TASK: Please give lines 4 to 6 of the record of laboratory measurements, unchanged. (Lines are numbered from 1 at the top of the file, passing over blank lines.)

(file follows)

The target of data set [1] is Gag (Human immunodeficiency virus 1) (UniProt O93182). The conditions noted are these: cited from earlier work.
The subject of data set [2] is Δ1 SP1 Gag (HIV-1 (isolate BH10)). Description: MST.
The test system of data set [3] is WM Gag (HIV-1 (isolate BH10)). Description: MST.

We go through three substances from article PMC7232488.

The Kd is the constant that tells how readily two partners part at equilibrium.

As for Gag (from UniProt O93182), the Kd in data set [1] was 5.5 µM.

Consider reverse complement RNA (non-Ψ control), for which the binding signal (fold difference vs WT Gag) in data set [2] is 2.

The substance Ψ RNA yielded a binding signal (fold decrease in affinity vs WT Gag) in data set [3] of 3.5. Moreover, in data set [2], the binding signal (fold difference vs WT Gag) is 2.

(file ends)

We go through three substances from article PMC7232488.

The Kd is the constant that tells how readily two partners part at equilibrium.

As for Gag (from UniProt O93182), the Kd in data set [1] was 5.5 µM.